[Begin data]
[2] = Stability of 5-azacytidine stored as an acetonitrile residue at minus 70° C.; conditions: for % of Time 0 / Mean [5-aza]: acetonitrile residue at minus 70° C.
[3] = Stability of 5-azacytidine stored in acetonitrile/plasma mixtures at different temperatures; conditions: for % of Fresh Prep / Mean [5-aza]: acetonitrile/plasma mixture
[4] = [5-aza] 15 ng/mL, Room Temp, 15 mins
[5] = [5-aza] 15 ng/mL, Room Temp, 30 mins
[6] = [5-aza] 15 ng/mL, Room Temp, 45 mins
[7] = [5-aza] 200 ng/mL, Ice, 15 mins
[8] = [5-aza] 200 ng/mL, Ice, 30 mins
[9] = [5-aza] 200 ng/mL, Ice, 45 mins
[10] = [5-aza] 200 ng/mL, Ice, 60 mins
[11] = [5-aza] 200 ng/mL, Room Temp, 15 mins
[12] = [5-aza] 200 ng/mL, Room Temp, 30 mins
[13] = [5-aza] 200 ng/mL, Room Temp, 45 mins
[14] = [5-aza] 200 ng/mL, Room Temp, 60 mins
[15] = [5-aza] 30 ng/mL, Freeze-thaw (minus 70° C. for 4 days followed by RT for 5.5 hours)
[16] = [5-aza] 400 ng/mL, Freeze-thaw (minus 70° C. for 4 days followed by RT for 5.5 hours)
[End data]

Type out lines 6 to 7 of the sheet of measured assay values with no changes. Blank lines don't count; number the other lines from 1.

[7] = [5-aza] 200 ng/mL, Ice, 15 mins
[8] = [5-aza] 200 ng/mL, Ice, 30 mins